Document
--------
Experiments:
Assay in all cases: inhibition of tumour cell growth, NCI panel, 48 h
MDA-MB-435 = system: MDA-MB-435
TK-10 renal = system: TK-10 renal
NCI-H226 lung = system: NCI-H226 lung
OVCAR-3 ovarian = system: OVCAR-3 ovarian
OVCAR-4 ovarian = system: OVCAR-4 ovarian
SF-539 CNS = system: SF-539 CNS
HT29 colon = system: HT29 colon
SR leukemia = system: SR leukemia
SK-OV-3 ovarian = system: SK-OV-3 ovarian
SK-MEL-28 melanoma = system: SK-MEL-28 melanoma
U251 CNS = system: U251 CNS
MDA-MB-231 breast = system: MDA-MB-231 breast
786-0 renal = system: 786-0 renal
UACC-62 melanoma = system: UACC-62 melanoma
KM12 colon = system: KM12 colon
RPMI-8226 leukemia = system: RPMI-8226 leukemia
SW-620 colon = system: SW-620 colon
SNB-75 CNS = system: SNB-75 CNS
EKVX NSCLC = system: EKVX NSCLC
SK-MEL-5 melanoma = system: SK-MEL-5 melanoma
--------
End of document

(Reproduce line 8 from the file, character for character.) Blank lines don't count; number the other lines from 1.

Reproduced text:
SF-539 CNS = system: SF-539 CNS